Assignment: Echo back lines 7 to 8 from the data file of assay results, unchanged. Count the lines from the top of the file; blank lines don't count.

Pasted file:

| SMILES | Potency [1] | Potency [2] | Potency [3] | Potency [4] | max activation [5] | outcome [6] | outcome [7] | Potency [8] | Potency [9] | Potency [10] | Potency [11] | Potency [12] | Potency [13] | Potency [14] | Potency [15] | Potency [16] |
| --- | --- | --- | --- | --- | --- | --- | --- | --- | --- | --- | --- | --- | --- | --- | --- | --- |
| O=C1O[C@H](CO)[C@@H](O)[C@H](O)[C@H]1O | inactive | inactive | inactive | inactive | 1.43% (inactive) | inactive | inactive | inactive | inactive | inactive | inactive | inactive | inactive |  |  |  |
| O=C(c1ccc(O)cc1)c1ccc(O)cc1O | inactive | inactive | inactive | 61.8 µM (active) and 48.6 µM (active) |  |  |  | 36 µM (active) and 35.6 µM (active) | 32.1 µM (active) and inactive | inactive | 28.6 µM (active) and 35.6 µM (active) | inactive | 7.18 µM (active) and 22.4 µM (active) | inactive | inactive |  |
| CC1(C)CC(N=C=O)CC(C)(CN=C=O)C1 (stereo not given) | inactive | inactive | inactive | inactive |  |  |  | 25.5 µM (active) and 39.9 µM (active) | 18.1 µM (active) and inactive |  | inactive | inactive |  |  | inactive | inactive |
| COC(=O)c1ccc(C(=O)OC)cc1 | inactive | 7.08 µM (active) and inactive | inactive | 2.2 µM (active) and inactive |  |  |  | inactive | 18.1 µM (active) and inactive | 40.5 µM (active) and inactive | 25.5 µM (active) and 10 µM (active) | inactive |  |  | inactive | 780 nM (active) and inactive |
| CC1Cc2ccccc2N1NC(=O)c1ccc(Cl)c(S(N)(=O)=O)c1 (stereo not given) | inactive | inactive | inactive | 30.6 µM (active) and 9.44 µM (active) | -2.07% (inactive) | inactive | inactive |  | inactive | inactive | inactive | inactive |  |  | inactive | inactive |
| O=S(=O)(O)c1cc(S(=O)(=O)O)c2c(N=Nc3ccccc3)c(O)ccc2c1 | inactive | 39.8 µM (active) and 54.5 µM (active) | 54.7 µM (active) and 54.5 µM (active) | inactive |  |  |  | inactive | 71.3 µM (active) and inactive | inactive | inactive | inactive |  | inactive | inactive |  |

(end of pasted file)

| CC1Cc2ccccc2N1NC(=O)c1ccc(Cl)c(S(N)(=O)=O)c1 (stereo not given) | inactive | inactive | inactive | 30.6 µM (active) and 9.44 µM (active) | -2.07% (inactive) | inactive | inactive |  | inactive | inactive | inactive | inactive |  |  | inactive | inactive |
| O=S(=O)(O)c1cc(S(=O)(=O)O)c2c(N=Nc3ccccc3)c(O)ccc2c1 | inactive | 39.8 µM (active) and 54.5 µM (active) | 54.7 µM (active) and 54.5 µM (active) | inactive |  |  |  | inactive | 71.3 µM (active) and inactive | inactive | inactive | inactive |  | inactive | inactive |  |